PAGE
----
The expert guide to your hair problems, from thinning hair to heat damage
While our hair may be getting more rest than ever – from overstyling, heat and chemicals – we seem to be notching up more and more bad hair days regardless. Melanie Morris talks to an expert panel of hair professionals to get a full toolkit of solutions.
SARAH MASON, owner, Sarah Mason Professional, Galway
Sarah is twice former Irish Hairdresser of the Year, she won gold at the Wella TrendVision Ireland in 2017, and is a guest artist with Appassionata and Wella Professional.
KAREN FRAHER, owner, The Hive, Dame Lane, Dublin 2
Karen is a Wella master colourist who also specialises in fashionable styling, wedding looks and has worked with hair extensions of all types for over 20 years.
DAVID MURRAY, owner, David Murray @21, Drogheda
A multi-award-winning stylist, David has held the Irish Hairdresser of the Year trophy many times. He’s also global ambassador for Joico.
Everyone on our panel has seen this on-the-rise issue in the past year. “This is the number one concern I’m hearing from clients at the moment,” says Sarah Mason. “Hair loss can occur as a result of stress and anxiety; it’s also something that happens to women after childbirth, with age, post-menopause, and as a result of a change in hormones. I’ve also noticed so many people are on ridiculous crash diets at the moment, and hair loss often comes through the shock this brings to the system, and the lack of essential nutrients.”
Sadly, there’s no quick fix to this one; it takes three to six months to get hair back growing, so the sooner it’s addressed, the better. Sarah Mason: “Use specific products like the Nioxin system and ensure a healthy diet that includes plenty of oily fish, nuts and greens, and supplement with biotin, zinc and iron.” Karen Fraher: “I’m also a huge fan of Nioxin; be sure to use the products as directed – they should really be focused on the scalp. For manageability and styling, I recommend clients incorporate their usual conditioner on mid-lengths and ends as an additional step.” David Murray: “I advise a three-stage response to this. Firstly, be sure to wash hair properly. The aim is to cleanse the scalp of all debris, sebum and product that might be blocking the pores. Secondly, opt for hair-plumping products like Joico’s Joifull shampoo, conditioner and styling balm, which contain rice protein to enhance hair volume. Finally, if necessary, fill out thinning areas, like the sides of the head, with tape extensions. I find these much better than bonds, as they’re faster and easier to insert and change, they can be reused, and because of the width of the tapes, the fall of the hair is more natural.”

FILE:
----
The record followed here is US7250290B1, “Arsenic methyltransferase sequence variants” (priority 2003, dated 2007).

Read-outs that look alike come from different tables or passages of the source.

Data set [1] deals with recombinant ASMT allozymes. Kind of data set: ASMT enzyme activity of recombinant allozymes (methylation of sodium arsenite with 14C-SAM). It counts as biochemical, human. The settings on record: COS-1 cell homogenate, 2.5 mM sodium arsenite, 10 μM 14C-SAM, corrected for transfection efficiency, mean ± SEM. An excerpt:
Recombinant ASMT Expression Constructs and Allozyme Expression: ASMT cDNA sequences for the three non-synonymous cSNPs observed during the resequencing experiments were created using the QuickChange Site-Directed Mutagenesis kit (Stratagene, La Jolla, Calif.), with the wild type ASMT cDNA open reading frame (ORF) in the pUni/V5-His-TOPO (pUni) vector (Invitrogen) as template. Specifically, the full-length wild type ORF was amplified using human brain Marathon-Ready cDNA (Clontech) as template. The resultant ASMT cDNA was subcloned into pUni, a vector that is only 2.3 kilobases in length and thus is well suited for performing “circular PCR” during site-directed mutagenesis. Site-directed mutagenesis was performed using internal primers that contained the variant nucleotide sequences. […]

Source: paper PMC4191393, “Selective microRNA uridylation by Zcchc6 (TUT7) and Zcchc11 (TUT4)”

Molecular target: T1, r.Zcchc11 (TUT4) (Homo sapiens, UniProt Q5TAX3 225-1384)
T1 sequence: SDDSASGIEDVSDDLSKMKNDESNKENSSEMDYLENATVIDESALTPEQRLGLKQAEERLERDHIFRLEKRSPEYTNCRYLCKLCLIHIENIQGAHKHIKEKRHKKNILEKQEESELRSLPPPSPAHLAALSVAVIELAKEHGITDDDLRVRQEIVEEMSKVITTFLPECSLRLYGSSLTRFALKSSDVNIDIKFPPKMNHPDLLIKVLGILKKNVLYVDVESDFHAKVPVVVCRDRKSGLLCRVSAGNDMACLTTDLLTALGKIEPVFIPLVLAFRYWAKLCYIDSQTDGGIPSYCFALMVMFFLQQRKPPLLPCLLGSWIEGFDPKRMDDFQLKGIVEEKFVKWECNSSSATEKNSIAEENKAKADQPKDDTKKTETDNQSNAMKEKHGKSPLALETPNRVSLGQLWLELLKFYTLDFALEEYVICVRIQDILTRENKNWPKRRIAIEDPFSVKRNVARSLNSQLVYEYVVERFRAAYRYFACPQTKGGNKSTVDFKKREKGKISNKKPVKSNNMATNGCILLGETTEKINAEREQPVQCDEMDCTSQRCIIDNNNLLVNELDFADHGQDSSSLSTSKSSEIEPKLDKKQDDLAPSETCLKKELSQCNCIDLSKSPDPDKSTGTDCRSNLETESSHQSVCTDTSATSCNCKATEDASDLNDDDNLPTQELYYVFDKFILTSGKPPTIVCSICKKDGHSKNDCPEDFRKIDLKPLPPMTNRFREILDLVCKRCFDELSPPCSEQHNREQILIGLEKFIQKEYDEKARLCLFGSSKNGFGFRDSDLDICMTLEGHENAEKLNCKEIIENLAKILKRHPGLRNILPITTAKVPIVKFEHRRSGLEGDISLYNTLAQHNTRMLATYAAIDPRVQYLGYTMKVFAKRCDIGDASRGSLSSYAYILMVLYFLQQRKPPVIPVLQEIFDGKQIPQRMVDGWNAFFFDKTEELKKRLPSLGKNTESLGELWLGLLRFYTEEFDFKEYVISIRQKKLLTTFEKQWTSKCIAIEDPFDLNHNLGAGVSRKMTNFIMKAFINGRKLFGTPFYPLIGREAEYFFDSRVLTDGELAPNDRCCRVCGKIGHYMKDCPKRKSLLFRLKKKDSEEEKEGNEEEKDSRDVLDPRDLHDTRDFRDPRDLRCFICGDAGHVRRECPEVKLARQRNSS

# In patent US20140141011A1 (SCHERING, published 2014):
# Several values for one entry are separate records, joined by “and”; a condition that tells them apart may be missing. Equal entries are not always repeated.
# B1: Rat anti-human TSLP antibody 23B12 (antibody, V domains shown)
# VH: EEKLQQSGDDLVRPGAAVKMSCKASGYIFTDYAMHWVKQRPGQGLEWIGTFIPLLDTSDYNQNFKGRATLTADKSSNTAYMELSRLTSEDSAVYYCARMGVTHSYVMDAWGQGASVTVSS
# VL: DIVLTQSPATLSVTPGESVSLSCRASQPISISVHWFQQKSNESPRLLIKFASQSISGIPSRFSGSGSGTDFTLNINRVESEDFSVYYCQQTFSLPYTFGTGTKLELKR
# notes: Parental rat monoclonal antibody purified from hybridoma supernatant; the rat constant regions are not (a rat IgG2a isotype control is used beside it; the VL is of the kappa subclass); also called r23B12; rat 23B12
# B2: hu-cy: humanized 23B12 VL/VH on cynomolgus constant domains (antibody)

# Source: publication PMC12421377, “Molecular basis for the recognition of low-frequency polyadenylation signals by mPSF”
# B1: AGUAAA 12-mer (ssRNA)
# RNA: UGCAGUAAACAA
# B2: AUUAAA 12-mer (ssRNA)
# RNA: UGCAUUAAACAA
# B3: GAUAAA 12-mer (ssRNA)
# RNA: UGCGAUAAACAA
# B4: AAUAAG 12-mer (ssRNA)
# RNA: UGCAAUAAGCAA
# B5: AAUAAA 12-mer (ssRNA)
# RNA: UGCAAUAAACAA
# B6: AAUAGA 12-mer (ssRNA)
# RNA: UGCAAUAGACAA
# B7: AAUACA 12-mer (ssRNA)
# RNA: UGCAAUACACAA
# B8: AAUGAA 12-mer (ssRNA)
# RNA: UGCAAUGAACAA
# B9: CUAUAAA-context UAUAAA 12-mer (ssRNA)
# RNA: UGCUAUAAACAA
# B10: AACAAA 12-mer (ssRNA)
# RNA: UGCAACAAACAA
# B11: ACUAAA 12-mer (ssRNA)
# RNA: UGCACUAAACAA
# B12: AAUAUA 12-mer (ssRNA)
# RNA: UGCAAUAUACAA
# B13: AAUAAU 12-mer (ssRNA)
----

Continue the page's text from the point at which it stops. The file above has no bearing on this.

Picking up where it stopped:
POOR HAIR QUALITY
As with skincare, our scalp and hair need change all the time. Karen Fraher says, “So many of my clients are telling me that products aren’t working as they used to, and that’s a sign that the hair condition has changed, and we need to rethink our approach.” Sarah Mason adds, “We also need to assess what the real problems are. Often, people will treat dry, brittle hair with lots of hydration rather than addressing the need for repair. We need to get forensic and look at the hair’s recent history before coming up with an effective solution.”
Karen Fraher: “Even though you may think you don’t need one, use a treatment weekly, especially if you haven’t been to the salon for a while. On application, keep track of time and don’t leave it in for too long, as they can strip colour. This will make a real difference to your hair’s everyday appearance and manageability.” David Murray: “It may sound obvious, but it’s essential to know the difference between hair conditioners and hair treatments. Conditioners are a more superficial, cosmetic solution, while I always say to think of your hair as a country road: treatments will fill the potholes and smooth everything out.” Sarah Mason: “If salons are closed, we all offer one-to-one online consultations with clients and will happily recommend and send out the best products for your hair’s needs.